How the UMC and GMC are being tested by the split?

A few posts ago, I shared three questions for churches and individuals to test which denomination they belong in. This is not that kind of test. There is a power imbalance between the United Methodist leadership and those wanting to leave the denomination. Because of the imbalance, the Character of the remaining United Methodists is being tested, and the Conviction of those wanting to become Global Methodist is being tested.

The Character Test

I have a cat in my house. I dislike cats. Cats are judgmental, disloyal, and seem to always do the opposite of what you want. I’m pretty sure my cat knows I don’t like it. When I’m walking around the house, and he’s laying on the floor, my cat keeps a close eye on me. I may have tripped over him a few times which I’m pretty sure he thinks was on purpose. Future Global Methodists are cats in a United Methodist house.

I think this gives a good picture of the power imbalance. In my house, I have all the power and opportunity to mistreat my cat so how I treat him is a test of my character. By the way, after almost 15 years, the cat and I are finally on good terms. In the United Methodist denomination, those in leadership own the church property (Trust Clause), have the authority to set the terms of leaving (Disaffiliation under Para. 2553), and employ the pastors (Appointment). I can imagine how tempting it could be to use this power imbalance to just try and force United Methodists to remain United Methodist.

“You can easily judge the character of others by how they treat those who can do nothing for them or to them.”

Malcolm Forbes

If you are wanting to leave the United Methodist denomination, you’ve likely heard horror stories about Mt. Bethel UMC suing to leave or those three churches in Arkansas who the Annual Conference voted down or how North Georgia blocked all disaffiliations. Although your Conference may have treated everyone leaving well, you’ve seen what Conferences are capable of and no one in the UMC seems to be calling them to a higher standard.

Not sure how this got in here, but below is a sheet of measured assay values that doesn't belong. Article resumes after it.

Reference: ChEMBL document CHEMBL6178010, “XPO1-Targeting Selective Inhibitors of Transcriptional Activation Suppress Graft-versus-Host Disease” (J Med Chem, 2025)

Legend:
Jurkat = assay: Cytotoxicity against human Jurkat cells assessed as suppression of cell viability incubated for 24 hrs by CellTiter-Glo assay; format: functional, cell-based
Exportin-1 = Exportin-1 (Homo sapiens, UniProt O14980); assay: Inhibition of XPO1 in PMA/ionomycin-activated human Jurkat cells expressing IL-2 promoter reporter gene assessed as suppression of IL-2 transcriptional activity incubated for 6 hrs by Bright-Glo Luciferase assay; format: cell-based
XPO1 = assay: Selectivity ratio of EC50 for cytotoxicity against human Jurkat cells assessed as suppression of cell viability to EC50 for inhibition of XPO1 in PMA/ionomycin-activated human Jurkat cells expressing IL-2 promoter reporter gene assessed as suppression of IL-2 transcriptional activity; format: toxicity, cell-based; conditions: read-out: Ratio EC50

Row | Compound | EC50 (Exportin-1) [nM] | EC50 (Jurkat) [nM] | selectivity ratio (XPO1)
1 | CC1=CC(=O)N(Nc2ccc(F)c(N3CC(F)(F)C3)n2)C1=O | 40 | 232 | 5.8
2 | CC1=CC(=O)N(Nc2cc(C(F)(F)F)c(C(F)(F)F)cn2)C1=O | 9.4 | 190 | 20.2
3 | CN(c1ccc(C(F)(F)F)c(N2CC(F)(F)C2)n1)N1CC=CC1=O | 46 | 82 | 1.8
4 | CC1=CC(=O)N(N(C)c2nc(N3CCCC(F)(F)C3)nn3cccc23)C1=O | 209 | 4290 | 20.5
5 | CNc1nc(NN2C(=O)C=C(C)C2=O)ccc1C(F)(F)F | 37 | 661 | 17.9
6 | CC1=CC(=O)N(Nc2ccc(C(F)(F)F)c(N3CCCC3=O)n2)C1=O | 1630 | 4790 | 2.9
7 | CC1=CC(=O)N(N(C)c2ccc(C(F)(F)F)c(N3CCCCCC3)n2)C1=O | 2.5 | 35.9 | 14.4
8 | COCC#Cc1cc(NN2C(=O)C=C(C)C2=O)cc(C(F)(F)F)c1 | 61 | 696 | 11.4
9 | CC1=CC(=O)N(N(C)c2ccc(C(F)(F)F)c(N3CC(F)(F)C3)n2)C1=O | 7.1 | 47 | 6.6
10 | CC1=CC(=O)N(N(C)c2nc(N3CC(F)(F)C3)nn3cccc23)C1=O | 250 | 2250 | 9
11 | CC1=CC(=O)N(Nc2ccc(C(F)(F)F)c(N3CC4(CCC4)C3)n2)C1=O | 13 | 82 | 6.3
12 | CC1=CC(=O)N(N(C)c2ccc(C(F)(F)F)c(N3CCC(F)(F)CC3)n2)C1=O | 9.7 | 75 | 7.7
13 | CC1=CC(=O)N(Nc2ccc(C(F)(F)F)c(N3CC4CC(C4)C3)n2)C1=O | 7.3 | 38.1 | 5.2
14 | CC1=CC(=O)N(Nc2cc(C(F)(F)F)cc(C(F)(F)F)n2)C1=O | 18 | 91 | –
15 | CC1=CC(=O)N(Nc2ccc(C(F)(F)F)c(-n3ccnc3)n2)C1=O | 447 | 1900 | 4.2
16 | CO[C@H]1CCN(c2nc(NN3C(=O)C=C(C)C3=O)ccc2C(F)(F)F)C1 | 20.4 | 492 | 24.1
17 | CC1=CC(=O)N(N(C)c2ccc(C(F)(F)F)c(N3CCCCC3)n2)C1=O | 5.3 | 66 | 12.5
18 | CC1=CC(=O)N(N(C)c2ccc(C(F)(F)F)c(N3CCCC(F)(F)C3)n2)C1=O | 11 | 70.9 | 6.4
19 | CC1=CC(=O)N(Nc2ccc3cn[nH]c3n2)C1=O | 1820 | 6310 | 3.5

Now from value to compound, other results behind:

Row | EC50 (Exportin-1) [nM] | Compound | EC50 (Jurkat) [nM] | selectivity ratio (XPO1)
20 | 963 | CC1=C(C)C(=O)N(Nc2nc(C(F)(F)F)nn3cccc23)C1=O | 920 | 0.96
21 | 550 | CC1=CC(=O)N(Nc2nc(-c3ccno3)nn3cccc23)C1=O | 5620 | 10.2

For those remaining United Methodist, will they recognize the power imbalance and tread extra carefully? Will they rebuke those who are abusing their power? That is the test.

The Conviction Test

I don’t have any clever analogy for this test. I have just seen it over and over again where church leaders become convinced the right thing to do is for the church to become Global Methodist, but then they see all the challenges to making that a reality.

  • Money: Although it is cheap to become a Global Methodist church (no entry fee and a 2% apportionment), it is very expensive to quit being a United Methodist church.
  • Time and Energy: Disaffiliating can be just about as labor intensive as any capital project. Much of the work falls on the shoulders of the laity.
  • Conflict: This is probably the most difficult one. We know that people will be upset by the possibility of change. People will threaten to leave. The perceived unity of your church will likely be broken.

These are real challenges. These are things most churches worry about in the best of times…a lack of money, a lack of volunteers, and a surplus of conflict. I’ve seen some churches back down from these challenges and some forge ahead.

One thing that usually helps me is to do the math. I visited with a church the other day that took a straw poll of their membership and found out that 60% favored leaving while 40% preferred staying United Methodist. When you need 67% to vote at charge conference to leave, this is a huge concern. The church leadership then did something interesting. They attached the giving numbers to the votes. Those favoring leaving made up 80% of the giving compared to 20% that want to stay. The leadership then attached the volunteering numbers to the votes and found again an 80/20 split. While I’m unsure if the church will be successful in leaving the UMC, they will be in a dire situation if they choose to remain. The church leadership had the courage/conviction to move forward because those with the most invested want to move forward.

For those who know the right thing for your church is to become Global Methodist but are unsure of the outcome, will you have the conviction to move forward? Will you have the conviction to pay the associated costs (money, time, stress)? That is the test.

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